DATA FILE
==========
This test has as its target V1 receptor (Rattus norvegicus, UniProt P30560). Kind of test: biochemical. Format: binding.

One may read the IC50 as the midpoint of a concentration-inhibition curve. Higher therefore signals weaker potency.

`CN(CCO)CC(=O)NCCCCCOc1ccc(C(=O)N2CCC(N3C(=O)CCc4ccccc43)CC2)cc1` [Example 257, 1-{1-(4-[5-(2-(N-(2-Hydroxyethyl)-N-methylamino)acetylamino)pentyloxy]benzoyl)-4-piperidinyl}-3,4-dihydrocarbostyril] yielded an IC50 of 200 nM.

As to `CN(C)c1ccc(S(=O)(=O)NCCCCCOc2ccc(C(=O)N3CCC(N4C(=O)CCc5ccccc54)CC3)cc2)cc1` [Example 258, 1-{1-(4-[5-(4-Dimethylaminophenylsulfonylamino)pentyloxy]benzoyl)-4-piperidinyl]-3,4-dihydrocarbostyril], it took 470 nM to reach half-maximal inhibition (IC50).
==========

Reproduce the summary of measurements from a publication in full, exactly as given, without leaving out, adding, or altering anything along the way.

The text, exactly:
This test has as its target V1 receptor (Rattus norvegicus, UniProt P30560). Kind of test: biochemical. Format: binding.

One may read the IC50 as the midpoint of a concentration-inhibition curve. Higher therefore signals weaker potency.

`CN(CCO)CC(=O)NCCCCCOc1ccc(C(=O)N2CCC(N3C(=O)CCc4ccccc43)CC2)cc1` [Example 257, 1-{1-(4-[5-(2-(N-(2-Hydroxyethyl)-N-methylamino)acetylamino)pentyloxy]benzoyl)-4-piperidinyl}-3,4-dihydrocarbostyril] yielded an IC50 of 200 nM.

As to `CN(C)c1ccc(S(=O)(=O)NCCCCCOc2ccc(C(=O)N3CCC(N4C(=O)CCc5ccccc54)CC3)cc2)cc1` [Example 258, 1-{1-(4-[5-(4-Dimethylaminophenylsulfonylamino)pentyloxy]benzoyl)-4-piperidinyl]-3,4-dihydrocarbostyril], it took 470 nM to reach half-maximal inhibition (IC50).